While the new songs were well received, it was their hefty catalog of singles that solicited the loudest cheers. Barn burners like “3AM,” “Unwell,” “Real World” and “How Far We’ve Come” really left all sense behind. They were rocking like it was 1996.
Thomas talked about their first single, “Long Day,” with fondness, remembering nursing a beer at nearby Highlander while putting pen to paper. When Thomas wasn’t popping quarters into his memory bank, he was climbing the mountain of amps during “Radio,” pulling back on the reigns to sneak in the quiet “I Will” and rewarding a lucky(?) fan with his sweaty bandana. While Cook and Doucette may steal the spotlight on occasion, there is no question Rob Thomas is the constant focal point on stage.
After playing for an hour and a half, Matchbox Twenty returned to the stage to bid the crowd farewell with “Back 2 Good” and “Push.” The nostalgia drenched fans funneled their love back to the stage through applause.
I have a theory that bands who have achieved tremendous success at one stage of their career must have had a compelling live act to support that rise. Bands built solely in the studio seem to become rarer by the day. I can say this is certainly the case with the Goo Goo Dolls and Matchbox Twenty. Both groups energized the sold out Atlanta crowd from the front row to the furthest reaches of the lawn, giving everyone a taste of a time when responsibilities were few and your biggest question stemmed around whether you would eat or buy that new Goo Goo Dolls album.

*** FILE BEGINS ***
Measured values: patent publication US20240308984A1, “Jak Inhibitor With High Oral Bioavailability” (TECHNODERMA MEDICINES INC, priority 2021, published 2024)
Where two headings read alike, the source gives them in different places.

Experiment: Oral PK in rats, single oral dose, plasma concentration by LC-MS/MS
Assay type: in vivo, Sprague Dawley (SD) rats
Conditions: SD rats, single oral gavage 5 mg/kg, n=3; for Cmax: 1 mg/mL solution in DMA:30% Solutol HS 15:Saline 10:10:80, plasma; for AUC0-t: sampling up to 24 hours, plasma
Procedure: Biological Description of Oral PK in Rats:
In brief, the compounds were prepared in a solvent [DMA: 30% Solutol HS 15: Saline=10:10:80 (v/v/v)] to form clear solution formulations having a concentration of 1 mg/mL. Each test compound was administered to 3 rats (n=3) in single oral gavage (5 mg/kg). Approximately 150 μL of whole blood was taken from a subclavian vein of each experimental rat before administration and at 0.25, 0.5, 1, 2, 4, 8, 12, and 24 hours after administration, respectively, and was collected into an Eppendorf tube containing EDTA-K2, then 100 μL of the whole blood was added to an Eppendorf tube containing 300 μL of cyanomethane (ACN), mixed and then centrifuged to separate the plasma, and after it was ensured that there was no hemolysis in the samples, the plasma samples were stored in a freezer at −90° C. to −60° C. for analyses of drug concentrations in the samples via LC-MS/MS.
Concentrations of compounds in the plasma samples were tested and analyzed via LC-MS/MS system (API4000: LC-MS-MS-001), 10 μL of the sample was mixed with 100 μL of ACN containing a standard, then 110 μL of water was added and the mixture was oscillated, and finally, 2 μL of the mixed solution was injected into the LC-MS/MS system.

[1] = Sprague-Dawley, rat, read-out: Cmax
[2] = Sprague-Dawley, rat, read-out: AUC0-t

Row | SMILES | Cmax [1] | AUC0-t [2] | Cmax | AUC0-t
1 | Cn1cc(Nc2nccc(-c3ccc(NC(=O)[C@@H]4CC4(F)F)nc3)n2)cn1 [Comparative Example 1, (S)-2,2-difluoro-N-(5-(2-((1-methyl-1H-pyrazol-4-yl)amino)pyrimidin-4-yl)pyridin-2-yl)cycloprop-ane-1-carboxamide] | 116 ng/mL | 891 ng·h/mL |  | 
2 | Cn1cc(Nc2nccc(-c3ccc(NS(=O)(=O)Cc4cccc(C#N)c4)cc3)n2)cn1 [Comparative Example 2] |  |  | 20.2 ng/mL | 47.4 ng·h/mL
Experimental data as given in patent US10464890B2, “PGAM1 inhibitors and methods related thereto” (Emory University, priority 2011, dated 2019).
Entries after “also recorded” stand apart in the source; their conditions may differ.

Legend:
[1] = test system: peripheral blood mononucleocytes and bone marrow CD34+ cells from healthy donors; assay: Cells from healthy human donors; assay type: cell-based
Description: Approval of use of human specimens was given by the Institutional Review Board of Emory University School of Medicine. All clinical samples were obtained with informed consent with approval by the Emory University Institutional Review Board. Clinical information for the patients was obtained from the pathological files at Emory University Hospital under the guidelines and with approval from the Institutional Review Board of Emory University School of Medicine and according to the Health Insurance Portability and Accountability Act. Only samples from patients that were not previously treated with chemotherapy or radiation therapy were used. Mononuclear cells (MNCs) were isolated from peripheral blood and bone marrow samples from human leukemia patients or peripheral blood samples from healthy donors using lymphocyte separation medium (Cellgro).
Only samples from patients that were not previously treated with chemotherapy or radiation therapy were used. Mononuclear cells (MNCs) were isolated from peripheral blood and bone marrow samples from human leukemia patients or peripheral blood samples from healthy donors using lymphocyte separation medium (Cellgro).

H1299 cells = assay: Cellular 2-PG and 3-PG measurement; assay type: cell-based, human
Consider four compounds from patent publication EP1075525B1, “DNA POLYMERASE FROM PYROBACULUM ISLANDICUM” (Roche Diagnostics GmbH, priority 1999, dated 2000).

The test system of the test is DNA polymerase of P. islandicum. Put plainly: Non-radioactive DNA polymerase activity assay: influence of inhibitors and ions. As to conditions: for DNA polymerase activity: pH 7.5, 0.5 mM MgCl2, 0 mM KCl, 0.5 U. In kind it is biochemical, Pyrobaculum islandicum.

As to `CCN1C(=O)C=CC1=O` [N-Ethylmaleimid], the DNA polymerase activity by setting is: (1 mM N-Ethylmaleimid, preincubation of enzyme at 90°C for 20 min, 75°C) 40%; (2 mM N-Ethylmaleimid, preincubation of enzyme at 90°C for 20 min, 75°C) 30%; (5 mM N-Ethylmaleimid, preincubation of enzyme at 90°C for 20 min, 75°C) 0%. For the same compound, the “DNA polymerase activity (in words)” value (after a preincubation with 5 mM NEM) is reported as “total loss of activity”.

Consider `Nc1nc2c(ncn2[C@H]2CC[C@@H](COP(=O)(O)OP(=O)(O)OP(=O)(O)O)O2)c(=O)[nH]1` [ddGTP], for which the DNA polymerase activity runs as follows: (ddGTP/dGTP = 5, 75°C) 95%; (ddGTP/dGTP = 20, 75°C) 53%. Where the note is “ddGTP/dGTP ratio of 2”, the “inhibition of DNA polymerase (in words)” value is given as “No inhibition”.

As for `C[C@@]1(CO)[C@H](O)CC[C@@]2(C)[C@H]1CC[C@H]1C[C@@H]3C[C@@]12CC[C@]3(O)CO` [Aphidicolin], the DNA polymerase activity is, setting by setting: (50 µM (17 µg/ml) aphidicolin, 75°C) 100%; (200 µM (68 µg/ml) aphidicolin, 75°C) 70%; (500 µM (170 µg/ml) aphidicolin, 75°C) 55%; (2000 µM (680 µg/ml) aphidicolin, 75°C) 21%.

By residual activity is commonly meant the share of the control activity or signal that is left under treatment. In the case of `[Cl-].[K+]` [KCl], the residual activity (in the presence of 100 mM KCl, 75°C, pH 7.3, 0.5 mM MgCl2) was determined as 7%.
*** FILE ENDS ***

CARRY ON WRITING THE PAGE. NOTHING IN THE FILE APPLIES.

> Goo Goo Dolls Atlanta Setlist
Last Hot Night
Here is Gone
Now I Hear
Another Second Time Around
Let Love In
Come to Me
Bringing on the Light
Give a Little Bit (Supertramp)
> Matchbox Twenty Atlanta Setlist
She’s So Mean
How Far We’ve Come
If You’re Gone
Back 2 Good
The nearly two-month long tour will kick off June 25 in Manchester, New Hampshire at the Verizon Wireless Arena, and the tour will continue through an August 18 show at the Comcast Center in Mansfield, Mass. Other cities on the schedule include Toronto, Pittsburgh, Cincinnati, Indianapolis, Dallas, Atlanta and Camden, New Jersey.